The New Orleans company behind the bankrupt Pemberton Music Festival claims that local investors ignored its last-minute plan to keep the 2017 event alive.
That, according to Huka Entertainment’s June 23 response to the scathing trustee’s report tabled at the June 6 creditors meeting.
The 16-page response, via Jonathan Williams of Owen Bird, was quietly posted on trustee Ernst and Young’s website. It shifts the allegations of gross mismanagement back at local investors Amanda Girling and Jim Dales. The July 13-16 festival was cancelled May 18, leaving more than $13 million in unsecured creditors, mostly ticketholders. The creditors meeting heard the festival lost almost $50 million between 2014 and 2016 after initial projections of modest profits.
Huka’s written response said the concert promoter took “extraordinary and successful steps, up to the last moment, to obviate the need for bankrtuptcy” by securing a letter of intent from an unnamed high net worth individual willing to help the 2017 festival to proceed. Huka also said it proposed to move the festival to reduce costs. The alternative location was also not mentioned in the report.
“These two developments appear to have been entirely ignored by the Canadian investors,” Huka said in its response.
Festival site owner/investor Girling, investor Dales and Huka rep Stephane Lescure voted for the bankruptcy on May 16. Huka claims Lescure voted as an individual, contrary to Huka’s “stated complete opposition to bankruptcy, if it meant failing to honour fan or artist commitments.”
The festival’s holding company reported $6.6 million in assets, including $2.9 million cash. At the June 6 meeting, Girling’s company Janspec and Dales’s 1644609 Alberta Ltd. withdrew their $3.7 million in secured creditor claims.
The Huka response claimed that Girling and Dales were operational partners from day one, who were well-informed and given complete access to financial files. “Moreover, the Canadian investors always did their own ‘due diligence’ and then repeatedly invested funds, after weighing the risks and benefits, and this was always based on full disclosure and explicit reporting by Huka, H1 and third-party accounting.”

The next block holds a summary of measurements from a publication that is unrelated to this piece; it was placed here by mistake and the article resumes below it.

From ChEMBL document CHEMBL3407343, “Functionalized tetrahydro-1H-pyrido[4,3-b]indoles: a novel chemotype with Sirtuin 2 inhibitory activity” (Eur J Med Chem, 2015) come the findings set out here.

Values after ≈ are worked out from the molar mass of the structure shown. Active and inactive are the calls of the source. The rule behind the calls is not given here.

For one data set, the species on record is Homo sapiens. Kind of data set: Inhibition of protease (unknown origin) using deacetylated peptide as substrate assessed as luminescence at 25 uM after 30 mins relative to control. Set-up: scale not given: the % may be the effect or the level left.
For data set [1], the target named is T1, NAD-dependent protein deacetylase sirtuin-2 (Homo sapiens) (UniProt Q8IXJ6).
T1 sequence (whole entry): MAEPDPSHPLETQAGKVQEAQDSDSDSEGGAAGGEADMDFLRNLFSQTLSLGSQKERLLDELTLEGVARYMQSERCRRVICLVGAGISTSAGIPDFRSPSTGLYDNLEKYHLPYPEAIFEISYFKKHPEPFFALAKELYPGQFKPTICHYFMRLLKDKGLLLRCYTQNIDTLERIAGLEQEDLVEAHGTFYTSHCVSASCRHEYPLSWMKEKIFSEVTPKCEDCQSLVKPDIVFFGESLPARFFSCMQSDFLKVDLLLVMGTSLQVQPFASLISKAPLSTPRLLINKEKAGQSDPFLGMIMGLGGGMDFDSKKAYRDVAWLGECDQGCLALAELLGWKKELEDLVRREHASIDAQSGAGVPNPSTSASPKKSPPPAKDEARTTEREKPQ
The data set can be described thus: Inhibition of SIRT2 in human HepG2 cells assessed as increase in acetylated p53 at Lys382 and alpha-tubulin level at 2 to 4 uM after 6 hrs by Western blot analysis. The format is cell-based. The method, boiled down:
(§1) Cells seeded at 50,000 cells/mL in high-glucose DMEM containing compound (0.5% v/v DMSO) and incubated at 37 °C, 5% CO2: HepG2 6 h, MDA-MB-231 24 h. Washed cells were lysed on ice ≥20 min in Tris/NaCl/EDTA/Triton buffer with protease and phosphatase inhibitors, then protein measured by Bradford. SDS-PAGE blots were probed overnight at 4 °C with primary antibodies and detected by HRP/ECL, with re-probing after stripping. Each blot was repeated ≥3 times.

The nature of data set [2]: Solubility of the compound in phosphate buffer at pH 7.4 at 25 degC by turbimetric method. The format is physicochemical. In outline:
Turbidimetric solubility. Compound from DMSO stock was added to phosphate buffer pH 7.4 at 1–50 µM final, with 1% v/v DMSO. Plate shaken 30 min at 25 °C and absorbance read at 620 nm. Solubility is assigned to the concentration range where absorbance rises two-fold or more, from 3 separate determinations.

Huka said it never accessed any funds that it was not entitled or authorized to take, nor did it receive USD$3.45 million in producer fees.
“In fact, Huka worked for months at a time without pay, in an effort to make the events viable. By way of contrast the Canadian Investors did redirect funds intended for other purposes, including taxes owing, and instead used those funds to pay themselves and a select group of vendors.”
Huka said it only received payment for its services in order to pay the wages of two dozen full-time employees who worked year-round to produce the festival. Girling and Dales received rent revenue for the land and other fees, plus benefits in the form of tax credits “of considerable value.”
11th hour cancellation threat “false innuendo”
Huka rejected the allegation that it threatened to cancel the 2016 festival on the eve of its kickoff after demanding $3.6 million to cover cost overruns.
“This is false innuendo, arising mainly from omissions,” said the response.
A meeting did occur and additional funds were needed, but Huka said the local investors were aware of that “for a long time prior to the date here. “
“At no point after guests had arrived at the festival was cancellation ever discussed.”
Huka called the allegation that it drew monthly producer fees after the 2016 money-losing festival “completely untrue and outrageous” and demanded it be withdrawn and publicly corrected. Huka alleged that Girling’s company, Janspec, used $233,933.90 of festival funds to pay Janspec and another Girling company, Sunstone.
“This was despite explicit reporting from Huka that funds were very limited, such that the venture could be in jeopardy.”
Huka claimed it repeatedly warned the Canadian investors that they were wasting time that should have been spent preparing for the 2017 festival. “This situation was growing more dire with each passing day. This approach by the Canadian investors was a constant theme underlying the complete history of PMF, and interfered with Huka performing its duties.”
Girling and Dales, Huka said, “continued to retard the process by repeatedly diverting attention to tangential matters that only interfered with moving forward, rather than focussing on producing PMF 17 in a timely manner. Many of these steps that delayed the process were taken without Huka’s knowledge, and contrary to Huka’s repeated pleas to move forward.”
The offer they made to take Huka out of the festival was not fair market or good faith, Huka countered: the company claimed they offered $0 for Huka’s interest in H1, “a company into which Huka infused assets that continue to be worth millions of dollars.”
Huka founder A.J. Niland and CEO Evan Harrison did not respond to theBreaker for comment. Likewise, Girling and Dales have refused comment. By email, Janspec vice-president Nyal Wilcox said “The original trustee report was based on facts, excerpts from emails and actual events. We have no comment on Huka’s version of the story.”
theBreaker revealed at the end of May that a Horseshoe Bay businessman, Joseph Spears, is leading a group aiming to salvage the festival this summer in Pemberton or at another venue. Spears told theBreaker on July 5 that he is “working out the details.”